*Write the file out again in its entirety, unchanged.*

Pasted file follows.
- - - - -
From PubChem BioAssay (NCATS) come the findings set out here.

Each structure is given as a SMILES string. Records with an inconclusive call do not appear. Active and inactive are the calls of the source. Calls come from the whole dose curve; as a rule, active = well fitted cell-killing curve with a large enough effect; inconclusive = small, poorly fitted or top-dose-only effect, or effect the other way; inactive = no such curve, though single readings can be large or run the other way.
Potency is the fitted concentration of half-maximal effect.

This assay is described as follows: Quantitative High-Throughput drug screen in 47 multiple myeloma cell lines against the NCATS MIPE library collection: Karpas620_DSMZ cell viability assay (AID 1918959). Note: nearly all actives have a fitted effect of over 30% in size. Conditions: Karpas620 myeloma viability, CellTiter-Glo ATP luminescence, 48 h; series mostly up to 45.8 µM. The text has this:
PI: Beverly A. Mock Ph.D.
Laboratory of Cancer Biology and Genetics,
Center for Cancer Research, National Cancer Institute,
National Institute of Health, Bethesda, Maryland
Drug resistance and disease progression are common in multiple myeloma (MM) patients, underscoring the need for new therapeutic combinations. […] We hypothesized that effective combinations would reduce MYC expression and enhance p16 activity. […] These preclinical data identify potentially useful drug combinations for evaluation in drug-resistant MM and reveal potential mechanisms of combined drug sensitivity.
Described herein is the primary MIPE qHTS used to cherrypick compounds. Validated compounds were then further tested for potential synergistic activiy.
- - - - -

From PubChem BioAssay (NCATS) come the findings set out here.

Each structure is given as a SMILES string. Records with an inconclusive call do not appear. Active and inactive are the calls of the source. Calls come from the whole dose curve; as a rule, active = well fitted cell-killing curve with a large enough effect; inconclusive = small, poorly fitted or top-dose-only effect, or effect the other way; inactive = no such curve, though single readings can be large or run the other way.
Potency is the fitted concentration of half-maximal effect.

This assay is described as follows: Quantitative High-Throughput drug screen in 47 multiple myeloma cell lines against the NCATS MIPE library collection: Karpas620_DSMZ cell viability assay (AID 1918959). Note: nearly all actives have a fitted effect of over 30% in size. Conditions: Karpas620 myeloma viability, CellTiter-Glo ATP luminescence, 48 h; series mostly up to 45.8 µM. The text has this:
PI: Beverly A. Mock Ph.D.
Laboratory of Cancer Biology and Genetics,
Center for Cancer Research, National Cancer Institute,
National Institute of Health, Bethesda, Maryland
Drug resistance and disease progression are common in multiple myeloma (MM) patients, underscoring the need for new therapeutic combinations. […] We hypothesized that effective combinations would reduce MYC expression and enhance p16 activity. […] These preclinical data identify potentially useful drug combinations for evaluation in drug-resistant MM and reveal potential mechanisms of combined drug sensitivity.
Described herein is the primary MIPE qHTS used to cherrypick compounds. Validated compounds were then further tested for potential synergistic activiy.